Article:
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EU referendum: Make or break for Boris

If this referendum was a 2005 Marks and Spencer advert it would say ‘This is not just any referendum’. That’s because the vote, which is set to take place on 23 June, is a leadership contest, second independence referendum, a big influence on the local elections and a vote which could shape Westminster in 2020, all rolled into one.

If Scotland votes to stay but the rest of the UK votes to drag Britain out of the EU, then Scotland could opt for another say on whether they should be independent. The referendum could greatly influence the way the public votes in May’s devolved government and local elections, but there is a battle royal brewing over who should be the next leader of the Conservative Party and the key players are already making political manoeuvres.

Of course there is lots of talk about the effects on Britain if we vote to leave the EU but what about the politicians who are breaking away from the party line and joining Vote Leave and Leave.EU? This referendum could make or break politicians, and not just minor names in the Westminster arena, but big beasts like David Cameron and Boris Johnson. Being the Prime Minister who led a referendum campaign and lost, leading to the UK being pulled out of the EU does not look great on the CV and ultimately could mean that he has to give up his job. Boris Johnson is the man with the most to gain (Dave’s job for one thing), but equally the most to lose though.

He’s a popular politician whose antics get the attention of even those with very little political interest. The extremely well educated Mayor of London and MP has crafted an image for himself as the lovable fool and it works greatly to his advantage. That is something he and the rest of the Leave campaign are hoping he can use to their advantage, as his unique cult of personality gets the backing of even non-Conservative voters. People tend to forget his chequered marriage history when he’s busy pratting around. This move is not only about getting Britain out of the EU but he is also setting himself apart from the rest of the pack of Tories hoping to take Cameron’s job when he steps down at some point over this current parliament.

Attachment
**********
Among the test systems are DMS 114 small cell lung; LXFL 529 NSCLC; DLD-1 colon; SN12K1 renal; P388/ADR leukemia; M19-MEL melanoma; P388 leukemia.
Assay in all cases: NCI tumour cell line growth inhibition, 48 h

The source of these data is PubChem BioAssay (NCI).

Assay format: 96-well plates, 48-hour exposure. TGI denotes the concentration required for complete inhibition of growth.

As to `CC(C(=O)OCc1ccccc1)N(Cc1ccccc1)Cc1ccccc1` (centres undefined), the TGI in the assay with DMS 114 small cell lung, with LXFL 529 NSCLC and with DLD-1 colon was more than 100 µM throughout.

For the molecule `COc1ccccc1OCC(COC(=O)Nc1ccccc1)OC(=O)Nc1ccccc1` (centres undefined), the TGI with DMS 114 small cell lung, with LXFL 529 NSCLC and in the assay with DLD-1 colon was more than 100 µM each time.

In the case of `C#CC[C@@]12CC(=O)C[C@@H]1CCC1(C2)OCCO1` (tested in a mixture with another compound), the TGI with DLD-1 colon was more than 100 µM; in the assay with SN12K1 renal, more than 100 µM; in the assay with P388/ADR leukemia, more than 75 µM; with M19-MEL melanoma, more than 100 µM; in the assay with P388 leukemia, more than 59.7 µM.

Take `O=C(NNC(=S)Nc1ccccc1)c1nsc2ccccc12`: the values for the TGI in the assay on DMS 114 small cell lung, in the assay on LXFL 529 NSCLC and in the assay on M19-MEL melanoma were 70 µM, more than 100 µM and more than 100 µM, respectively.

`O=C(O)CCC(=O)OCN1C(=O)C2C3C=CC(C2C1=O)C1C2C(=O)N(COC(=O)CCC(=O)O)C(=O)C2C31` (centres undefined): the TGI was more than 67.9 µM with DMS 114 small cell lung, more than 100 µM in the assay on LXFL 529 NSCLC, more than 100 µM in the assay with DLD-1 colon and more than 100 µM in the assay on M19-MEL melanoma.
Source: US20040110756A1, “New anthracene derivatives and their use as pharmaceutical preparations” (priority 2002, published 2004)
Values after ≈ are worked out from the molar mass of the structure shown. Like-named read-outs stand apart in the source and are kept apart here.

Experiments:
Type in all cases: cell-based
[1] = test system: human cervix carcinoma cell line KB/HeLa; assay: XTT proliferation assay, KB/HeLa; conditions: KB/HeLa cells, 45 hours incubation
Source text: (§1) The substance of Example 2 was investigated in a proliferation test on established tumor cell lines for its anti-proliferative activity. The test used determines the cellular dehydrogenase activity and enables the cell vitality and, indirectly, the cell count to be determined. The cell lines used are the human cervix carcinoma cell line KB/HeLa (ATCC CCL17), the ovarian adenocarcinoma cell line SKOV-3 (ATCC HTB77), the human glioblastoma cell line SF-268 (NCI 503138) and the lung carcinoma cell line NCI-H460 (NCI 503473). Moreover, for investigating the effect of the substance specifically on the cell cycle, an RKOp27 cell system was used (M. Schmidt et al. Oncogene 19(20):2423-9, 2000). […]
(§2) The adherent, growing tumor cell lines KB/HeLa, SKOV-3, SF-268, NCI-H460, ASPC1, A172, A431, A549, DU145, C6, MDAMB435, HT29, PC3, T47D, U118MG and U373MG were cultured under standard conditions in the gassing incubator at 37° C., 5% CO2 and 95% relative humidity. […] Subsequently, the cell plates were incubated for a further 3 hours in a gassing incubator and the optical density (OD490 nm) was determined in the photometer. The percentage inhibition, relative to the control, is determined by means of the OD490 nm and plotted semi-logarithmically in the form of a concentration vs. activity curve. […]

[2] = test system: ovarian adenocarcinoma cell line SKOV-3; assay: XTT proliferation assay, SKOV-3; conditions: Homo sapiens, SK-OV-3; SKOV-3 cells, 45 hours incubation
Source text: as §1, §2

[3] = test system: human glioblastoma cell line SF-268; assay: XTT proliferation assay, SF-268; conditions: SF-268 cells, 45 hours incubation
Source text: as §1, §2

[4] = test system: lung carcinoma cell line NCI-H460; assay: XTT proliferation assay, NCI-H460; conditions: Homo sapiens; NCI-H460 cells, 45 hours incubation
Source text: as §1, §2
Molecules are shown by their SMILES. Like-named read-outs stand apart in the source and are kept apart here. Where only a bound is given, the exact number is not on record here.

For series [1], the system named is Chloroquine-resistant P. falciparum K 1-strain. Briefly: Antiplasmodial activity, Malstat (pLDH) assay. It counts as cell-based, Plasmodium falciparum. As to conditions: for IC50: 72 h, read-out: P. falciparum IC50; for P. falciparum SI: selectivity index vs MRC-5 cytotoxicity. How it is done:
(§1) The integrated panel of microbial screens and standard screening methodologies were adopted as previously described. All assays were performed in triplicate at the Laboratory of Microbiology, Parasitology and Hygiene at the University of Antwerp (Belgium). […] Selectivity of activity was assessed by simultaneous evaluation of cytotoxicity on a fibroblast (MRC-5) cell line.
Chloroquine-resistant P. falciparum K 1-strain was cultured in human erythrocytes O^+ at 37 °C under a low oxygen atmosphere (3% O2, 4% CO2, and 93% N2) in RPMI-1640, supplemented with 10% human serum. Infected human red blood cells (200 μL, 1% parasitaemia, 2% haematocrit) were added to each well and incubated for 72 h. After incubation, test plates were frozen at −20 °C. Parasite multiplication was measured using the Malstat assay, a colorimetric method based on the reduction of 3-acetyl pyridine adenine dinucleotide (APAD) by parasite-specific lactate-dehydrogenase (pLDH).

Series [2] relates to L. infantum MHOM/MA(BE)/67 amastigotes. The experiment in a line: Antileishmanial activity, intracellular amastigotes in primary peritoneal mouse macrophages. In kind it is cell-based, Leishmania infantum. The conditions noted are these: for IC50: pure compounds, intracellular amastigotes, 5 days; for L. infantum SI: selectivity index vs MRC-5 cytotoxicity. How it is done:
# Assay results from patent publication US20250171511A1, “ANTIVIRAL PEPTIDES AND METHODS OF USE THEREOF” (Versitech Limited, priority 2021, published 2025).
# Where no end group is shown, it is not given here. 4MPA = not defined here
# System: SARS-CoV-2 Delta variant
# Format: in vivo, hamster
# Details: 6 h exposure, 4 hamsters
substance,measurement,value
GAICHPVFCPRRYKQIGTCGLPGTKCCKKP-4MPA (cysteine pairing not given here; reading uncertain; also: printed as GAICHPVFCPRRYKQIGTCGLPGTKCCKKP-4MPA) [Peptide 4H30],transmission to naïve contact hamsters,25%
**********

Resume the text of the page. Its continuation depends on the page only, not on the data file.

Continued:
His own father, who backs the UK staying in the EU, said that his son’s decision is more of a political risk than a tactical move to pit himself as an alternative to Theresa May and George Osbourne. If he loses Boris could drift away into obscurity as the one who called it so horribly wrong and backed the wrong horse. If the Leave campaign loses by a big margin he could equally look wildly out of touch with public opinion and unfit to be Prime Minister.

If he wins though he’s the champion who saved Britain from the EU whilst the rest of the frontbench did nothing. Boris has the unique chance to stand out in a not so crowded team of politicians voting to leave. Farage and Boris are the only two top dogs in the Out camp compared to the crowded field of the In campaign and they really do have the chance to get their voice heard more than ever before, whilst the In campaign members squabble to get their soundbite on the news despite trying to appear united and working as one.

Osbourne has been lined up for the job of Cameron’s replacement by taking over at Prime Minister’s Questions often when Cameron is away. He is certainly the favourite as he already quite clearly acts as Cameron’s number two, as a Chancellor so often does. Backing the wrong side in the referendum may not damage him as much as it could Cameron but what it will do is shuffle him aside whilst Boris rides his wave of victory that could go all the way to Number 10 perhaps.

Let’s be honest, Boris may have always had long held grievances with the EU and now is his chance to put them to rest by doing what he sees as right, but I cannot for one second belief the leadership contest and the ramifications of this move on that contest did not cross his mind. Johnson has made a decision with becoming the next leader of his party and the country in mind and he’s setting himself apart from the opposition. 23 June is truly make or break for Johnson.

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